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What the American dream looked like the decade you were born

From the white-picket-fence ideals of the 40s to the materialism of today, how has the American Dream changed?

How the American dream has changed


By Frances Carruthers, Lovemoney

The phrase 'American Dream' was officially coined just under 90 years ago in a book called The Epic of America by James Truslow Adams. He argued it was "that dream of a land in which life should be better and richer and fuller for everyone, with opportunity for each according to ability or achievement." With that in mind, click ahead to see what the American Dream has looked like in every decade since the 1940s.


1940s: Rebuilding the nation


The American Dream in the 1940s was about establishing stability after a tough couple of decades, which generally included a house in the suburbs, a steady job and a solid family unit. Until Roosevelt’s 1934 Housing Act owning a home was out of reach for most Americans – even those in the middle class rented – and the new policy aimed to increase home ownership during the depression.


1940s: Rebuilding the nation


In fact, expectations changed completely. People who’d survived tough years of a depression followed by a world war found that they could quite easily get a home, a job and even a college degree thanks to Roosevelt’s policies. With the rise in suburbs such as Levittown (pictured), constructed in various locations by home builders Levitt & Sons, the “white picket fence” idea of stability and home ownership came into being. It was the decade in which standards of living rose dramatically and the culture of consumption began to gain traction.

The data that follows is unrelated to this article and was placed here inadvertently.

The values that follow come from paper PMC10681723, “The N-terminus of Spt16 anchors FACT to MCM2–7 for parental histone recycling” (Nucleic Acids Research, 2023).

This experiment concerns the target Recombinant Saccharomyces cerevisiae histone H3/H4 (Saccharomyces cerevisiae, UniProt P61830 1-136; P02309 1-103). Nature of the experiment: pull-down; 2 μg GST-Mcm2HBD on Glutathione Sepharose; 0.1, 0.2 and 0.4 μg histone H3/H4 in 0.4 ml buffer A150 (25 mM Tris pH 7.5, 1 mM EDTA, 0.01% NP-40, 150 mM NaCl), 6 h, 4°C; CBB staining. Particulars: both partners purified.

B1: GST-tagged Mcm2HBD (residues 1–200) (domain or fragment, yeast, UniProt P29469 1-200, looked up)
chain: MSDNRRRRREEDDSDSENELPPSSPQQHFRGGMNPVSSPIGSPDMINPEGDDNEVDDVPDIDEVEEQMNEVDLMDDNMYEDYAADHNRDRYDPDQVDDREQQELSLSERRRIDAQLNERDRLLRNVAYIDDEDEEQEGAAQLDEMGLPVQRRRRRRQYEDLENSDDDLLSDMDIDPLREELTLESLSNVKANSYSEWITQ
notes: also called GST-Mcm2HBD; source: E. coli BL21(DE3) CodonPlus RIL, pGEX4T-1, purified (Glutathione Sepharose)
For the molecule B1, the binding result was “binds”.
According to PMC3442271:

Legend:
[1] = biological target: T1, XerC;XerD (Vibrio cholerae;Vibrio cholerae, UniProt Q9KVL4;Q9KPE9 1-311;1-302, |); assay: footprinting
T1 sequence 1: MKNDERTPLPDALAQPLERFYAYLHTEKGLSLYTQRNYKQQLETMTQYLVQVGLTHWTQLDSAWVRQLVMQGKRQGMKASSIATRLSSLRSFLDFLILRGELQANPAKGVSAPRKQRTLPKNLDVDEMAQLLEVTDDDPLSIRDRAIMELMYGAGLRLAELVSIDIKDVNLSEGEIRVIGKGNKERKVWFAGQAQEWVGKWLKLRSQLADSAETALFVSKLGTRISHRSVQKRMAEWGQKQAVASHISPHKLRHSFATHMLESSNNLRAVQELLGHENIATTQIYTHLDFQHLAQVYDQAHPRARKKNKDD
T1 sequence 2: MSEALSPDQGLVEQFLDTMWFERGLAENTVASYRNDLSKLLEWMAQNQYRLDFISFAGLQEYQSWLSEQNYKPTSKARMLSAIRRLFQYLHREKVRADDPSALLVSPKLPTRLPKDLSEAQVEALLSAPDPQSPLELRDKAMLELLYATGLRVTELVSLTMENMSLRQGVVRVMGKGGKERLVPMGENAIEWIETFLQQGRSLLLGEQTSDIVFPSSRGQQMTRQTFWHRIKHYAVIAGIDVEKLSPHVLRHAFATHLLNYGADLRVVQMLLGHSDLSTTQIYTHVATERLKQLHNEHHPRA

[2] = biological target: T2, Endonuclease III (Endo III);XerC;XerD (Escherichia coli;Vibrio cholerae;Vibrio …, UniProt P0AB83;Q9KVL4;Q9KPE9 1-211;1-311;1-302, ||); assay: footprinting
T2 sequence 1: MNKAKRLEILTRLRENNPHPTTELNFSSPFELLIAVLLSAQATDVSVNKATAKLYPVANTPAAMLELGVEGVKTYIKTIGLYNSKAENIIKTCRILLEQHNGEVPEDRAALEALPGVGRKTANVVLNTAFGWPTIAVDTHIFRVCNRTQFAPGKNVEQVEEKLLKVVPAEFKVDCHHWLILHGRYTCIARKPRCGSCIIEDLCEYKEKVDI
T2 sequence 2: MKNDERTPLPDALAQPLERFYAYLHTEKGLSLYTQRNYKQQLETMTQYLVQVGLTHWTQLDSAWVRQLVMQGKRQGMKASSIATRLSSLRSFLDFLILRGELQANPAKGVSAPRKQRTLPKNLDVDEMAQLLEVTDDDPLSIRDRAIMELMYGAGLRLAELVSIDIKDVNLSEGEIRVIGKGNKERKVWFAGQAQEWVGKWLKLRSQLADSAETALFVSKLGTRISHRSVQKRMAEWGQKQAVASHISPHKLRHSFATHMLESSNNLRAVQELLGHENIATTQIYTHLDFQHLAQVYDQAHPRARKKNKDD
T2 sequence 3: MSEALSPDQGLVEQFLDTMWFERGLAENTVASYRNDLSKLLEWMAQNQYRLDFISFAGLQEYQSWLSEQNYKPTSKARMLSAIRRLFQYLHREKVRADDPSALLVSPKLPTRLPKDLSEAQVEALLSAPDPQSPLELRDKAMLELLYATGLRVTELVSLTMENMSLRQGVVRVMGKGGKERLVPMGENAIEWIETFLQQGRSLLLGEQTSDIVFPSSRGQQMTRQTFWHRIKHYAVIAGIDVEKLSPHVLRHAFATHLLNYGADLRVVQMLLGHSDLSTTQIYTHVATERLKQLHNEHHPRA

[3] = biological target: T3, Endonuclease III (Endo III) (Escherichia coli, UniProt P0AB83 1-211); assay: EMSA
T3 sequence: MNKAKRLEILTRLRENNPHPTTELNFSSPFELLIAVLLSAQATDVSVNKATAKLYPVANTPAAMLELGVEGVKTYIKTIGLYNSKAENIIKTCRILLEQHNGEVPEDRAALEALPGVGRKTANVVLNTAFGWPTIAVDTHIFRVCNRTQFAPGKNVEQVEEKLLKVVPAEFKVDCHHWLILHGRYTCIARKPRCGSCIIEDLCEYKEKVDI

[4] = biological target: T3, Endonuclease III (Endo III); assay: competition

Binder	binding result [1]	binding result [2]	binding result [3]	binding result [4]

1940s: Rebuilding the nation


The government had been criticized for failing to support returning veterans after World War One – a mistake that President Roosevelt didn't want to repeat. The G.I. Bill of Rights promised to improve the lives of veterans by giving them access to housing, jobs, education and healthcare. “We have come to a clear realization of the fact … that true individual freedom cannot exist without economic security and independence”, said Roosevelt in an address to the nation.


1940s: Rebuilding the nation


But the Dream wasn’t accessible to all. Roosevelt’s policies, well-meaning as they were, were criticized for failing to help people of color, as just 100 out of the G.I. Bill’s first 67,000 mortgages were taken out by non-whites. Many housing developers such as William Levitt would only sell houses to white buyers – even after housing segregation had been ruled against in 1948.


1940s: Rebuilding the nation


The 1940s were the decade for women to get in on the American Dream. They were by no means limited to the home as many had gained jobs while their husbands were at war and were intent on keeping them. Jobs gave them financial independence, as well as helping to increase industrial productivity, encouraging more people to buy American-made goods.